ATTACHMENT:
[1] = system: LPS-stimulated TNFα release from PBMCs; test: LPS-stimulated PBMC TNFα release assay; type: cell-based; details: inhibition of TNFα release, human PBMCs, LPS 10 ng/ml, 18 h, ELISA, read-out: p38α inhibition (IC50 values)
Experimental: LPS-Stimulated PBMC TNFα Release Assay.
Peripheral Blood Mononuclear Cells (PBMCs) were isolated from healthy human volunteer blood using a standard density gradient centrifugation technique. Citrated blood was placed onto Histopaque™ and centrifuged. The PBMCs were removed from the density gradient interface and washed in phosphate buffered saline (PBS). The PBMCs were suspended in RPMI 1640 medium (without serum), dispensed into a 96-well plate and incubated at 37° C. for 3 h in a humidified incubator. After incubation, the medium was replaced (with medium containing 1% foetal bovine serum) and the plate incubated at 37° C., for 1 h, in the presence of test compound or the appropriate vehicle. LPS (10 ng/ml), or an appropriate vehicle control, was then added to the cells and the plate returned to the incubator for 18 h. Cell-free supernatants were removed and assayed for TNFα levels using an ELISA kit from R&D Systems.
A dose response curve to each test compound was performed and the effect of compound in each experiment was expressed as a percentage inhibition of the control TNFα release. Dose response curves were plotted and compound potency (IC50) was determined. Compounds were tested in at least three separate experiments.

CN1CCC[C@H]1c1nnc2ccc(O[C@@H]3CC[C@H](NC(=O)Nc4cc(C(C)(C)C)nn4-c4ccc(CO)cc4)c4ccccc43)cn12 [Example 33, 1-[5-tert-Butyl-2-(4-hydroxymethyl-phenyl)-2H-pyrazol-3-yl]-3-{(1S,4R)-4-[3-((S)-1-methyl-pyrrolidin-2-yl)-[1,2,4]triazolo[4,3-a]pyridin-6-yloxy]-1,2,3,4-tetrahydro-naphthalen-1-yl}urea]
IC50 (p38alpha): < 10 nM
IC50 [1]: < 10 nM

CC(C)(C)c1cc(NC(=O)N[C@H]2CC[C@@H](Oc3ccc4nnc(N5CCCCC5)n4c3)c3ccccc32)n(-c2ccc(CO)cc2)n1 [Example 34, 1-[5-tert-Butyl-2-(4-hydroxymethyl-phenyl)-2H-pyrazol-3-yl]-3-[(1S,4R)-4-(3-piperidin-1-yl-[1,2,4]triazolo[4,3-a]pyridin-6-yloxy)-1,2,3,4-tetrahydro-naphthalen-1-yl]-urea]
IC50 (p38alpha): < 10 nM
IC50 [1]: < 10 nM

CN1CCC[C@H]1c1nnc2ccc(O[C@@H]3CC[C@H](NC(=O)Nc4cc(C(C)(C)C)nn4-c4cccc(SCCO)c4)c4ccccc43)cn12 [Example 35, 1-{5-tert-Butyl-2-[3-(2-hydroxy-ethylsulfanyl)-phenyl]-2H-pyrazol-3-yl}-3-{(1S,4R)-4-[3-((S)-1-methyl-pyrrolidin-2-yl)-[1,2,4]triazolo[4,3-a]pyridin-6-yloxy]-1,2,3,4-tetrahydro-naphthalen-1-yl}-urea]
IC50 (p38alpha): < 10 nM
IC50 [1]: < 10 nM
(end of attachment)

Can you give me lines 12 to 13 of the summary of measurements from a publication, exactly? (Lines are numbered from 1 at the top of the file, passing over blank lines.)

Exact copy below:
IC50 (p38alpha): < 10 nM
IC50 [1]: < 10 nM